|Encyclopaedia Britannica 11th Edition||Public Domain via Project Gutenberg|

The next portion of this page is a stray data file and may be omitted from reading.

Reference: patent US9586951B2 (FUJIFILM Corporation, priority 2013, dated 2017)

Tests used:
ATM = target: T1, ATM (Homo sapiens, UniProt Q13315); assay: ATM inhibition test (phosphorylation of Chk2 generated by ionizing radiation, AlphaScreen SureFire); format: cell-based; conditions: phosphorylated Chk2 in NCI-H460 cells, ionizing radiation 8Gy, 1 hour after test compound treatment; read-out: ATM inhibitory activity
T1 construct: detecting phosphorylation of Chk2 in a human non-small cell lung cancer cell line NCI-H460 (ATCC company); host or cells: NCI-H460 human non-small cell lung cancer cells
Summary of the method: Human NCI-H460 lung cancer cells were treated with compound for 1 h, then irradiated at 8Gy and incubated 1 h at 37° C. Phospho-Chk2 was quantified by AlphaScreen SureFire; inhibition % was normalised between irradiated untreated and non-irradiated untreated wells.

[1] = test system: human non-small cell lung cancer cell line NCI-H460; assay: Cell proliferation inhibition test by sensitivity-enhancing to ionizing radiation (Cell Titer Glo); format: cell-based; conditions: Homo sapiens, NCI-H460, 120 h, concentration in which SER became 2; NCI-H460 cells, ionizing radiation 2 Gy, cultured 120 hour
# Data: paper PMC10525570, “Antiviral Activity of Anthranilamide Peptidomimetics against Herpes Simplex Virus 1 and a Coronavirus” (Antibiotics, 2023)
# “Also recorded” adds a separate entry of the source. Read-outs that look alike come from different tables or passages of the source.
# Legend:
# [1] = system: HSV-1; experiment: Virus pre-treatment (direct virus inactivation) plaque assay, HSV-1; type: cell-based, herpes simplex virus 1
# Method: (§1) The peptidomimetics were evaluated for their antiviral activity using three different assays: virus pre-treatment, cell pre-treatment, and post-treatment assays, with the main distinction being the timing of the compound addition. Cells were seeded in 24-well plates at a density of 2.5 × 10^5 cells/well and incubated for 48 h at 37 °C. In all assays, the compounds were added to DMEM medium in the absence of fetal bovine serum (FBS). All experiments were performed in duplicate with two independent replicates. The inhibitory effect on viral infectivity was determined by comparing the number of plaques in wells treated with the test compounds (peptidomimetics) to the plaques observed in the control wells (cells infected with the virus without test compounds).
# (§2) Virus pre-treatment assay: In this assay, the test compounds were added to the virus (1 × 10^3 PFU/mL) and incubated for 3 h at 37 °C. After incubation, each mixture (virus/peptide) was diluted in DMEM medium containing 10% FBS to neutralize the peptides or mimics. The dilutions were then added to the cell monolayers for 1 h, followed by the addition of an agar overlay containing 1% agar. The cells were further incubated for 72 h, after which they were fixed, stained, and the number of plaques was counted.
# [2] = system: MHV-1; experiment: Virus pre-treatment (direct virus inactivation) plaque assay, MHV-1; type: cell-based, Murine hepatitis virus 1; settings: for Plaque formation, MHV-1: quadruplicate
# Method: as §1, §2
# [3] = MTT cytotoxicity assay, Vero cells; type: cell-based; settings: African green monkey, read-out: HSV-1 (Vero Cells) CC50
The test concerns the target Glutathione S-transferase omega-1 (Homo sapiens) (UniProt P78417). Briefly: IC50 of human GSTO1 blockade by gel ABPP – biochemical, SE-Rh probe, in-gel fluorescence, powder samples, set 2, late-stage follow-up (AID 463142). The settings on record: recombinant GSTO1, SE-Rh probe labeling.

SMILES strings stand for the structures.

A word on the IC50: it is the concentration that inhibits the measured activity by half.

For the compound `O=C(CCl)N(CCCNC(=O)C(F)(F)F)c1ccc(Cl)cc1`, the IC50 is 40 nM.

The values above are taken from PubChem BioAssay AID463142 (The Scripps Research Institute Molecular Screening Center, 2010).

(1800-1862), German geologist, was born on the 3rd of March 1800 at Ziegelhausen near Heidelberg. Studying at the university at Heidelberg he took his doctor's degree in the faculty of medicine in 1821, and in the following year was appointed professor of natural history. He now devoted himself to palaeontological studies, and to fieldwork in various parts of Germany, Italy and France. From its commencement in 1830 to 1862 he assisted in editing the Jahrbuch für Mineralogie, &c., continued as Neues Jahrbuch. His principal work, Lethaea Geognostica (2 vols., Stuttgart, 1834-1838; 3rd ed. with F. Römer, 3 vols., 1851-1856), has been regarded as one of the foundations of German stratigraphical geology. His Handbuch einer Geschichte der Natur, of which the first part was issued in 1841, gave a general account of the physical history of the earth, while the second part dealt with the life-history, species being regarded as direct acts of creation. The third part included his famous Index Palaeontologicus, and was issued in 3 vols., 1848-1849, with the assistance of H. von Meyer and H. R. Göppert. This record of fossils has proved of inestimable value to all palaeontologists. An important work on recent and fossil zoology, Die Klassen und Ordnungen des Thier-Reichs, was commenced by Bronn. He wrote the volumes dealing with Amorphozoa, Actinozoa, and Malacozoa, published 1859-1862; the work was continued by other naturalists. In 1861 Bronn was awarded the Wollaston medal by the Geological Society of London. He died at Heidelberg on the 5th of July 1862.